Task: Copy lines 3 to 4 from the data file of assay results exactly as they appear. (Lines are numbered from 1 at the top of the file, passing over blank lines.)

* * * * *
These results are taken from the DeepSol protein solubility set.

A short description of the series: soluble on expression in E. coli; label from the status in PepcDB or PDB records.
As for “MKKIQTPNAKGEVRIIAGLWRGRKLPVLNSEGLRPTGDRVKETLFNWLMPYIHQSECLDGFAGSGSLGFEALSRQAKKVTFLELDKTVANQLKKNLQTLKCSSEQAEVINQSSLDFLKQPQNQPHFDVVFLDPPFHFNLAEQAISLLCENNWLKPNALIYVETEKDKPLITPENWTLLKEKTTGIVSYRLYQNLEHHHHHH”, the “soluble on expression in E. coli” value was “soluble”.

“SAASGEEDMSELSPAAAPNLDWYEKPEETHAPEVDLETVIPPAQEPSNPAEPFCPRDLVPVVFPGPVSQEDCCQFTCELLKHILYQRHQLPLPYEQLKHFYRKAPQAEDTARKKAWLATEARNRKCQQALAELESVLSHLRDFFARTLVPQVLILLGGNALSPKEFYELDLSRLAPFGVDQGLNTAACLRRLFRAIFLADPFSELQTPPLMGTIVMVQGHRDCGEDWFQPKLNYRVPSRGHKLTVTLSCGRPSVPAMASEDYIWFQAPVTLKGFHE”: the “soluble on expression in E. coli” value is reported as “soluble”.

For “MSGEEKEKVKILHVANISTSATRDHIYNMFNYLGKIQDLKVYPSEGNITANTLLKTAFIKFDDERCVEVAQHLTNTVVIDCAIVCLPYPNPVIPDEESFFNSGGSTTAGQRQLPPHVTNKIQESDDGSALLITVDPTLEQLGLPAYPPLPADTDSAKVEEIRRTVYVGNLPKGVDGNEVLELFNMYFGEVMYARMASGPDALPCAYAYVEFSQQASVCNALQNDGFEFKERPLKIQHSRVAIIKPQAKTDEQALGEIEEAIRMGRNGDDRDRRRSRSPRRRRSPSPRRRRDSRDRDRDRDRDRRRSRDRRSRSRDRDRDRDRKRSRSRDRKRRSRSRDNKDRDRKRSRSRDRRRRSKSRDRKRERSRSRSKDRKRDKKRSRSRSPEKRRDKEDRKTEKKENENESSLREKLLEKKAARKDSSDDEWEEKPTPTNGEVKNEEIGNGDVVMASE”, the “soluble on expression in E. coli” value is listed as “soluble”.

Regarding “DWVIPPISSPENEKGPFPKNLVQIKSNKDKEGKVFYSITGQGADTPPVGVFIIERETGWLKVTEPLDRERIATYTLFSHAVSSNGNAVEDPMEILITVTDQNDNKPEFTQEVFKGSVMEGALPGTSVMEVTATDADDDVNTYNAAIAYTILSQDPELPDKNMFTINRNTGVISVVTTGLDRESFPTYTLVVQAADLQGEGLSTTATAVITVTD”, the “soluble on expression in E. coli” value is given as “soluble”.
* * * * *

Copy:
As for “MKKIQTPNAKGEVRIIAGLWRGRKLPVLNSEGLRPTGDRVKETLFNWLMPYIHQSECLDGFAGSGSLGFEALSRQAKKVTFLELDKTVANQLKKNLQTLKCSSEQAEVINQSSLDFLKQPQNQPHFDVVFLDPPFHFNLAEQAISLLCENNWLKPNALIYVETEKDKPLITPENWTLLKEKTTGIVSYRLYQNLEHHHHHH”, the “soluble on expression in E. coli” value was “soluble”.

“SAASGEEDMSELSPAAAPNLDWYEKPEETHAPEVDLETVIPPAQEPSNPAEPFCPRDLVPVVFPGPVSQEDCCQFTCELLKHILYQRHQLPLPYEQLKHFYRKAPQAEDTARKKAWLATEARNRKCQQALAELESVLSHLRDFFARTLVPQVLILLGGNALSPKEFYELDLSRLAPFGVDQGLNTAACLRRLFRAIFLADPFSELQTPPLMGTIVMVQGHRDCGEDWFQPKLNYRVPSRGHKLTVTLSCGRPSVPAMASEDYIWFQAPVTLKGFHE”: the “soluble on expression in E. coli” value is reported as “soluble”.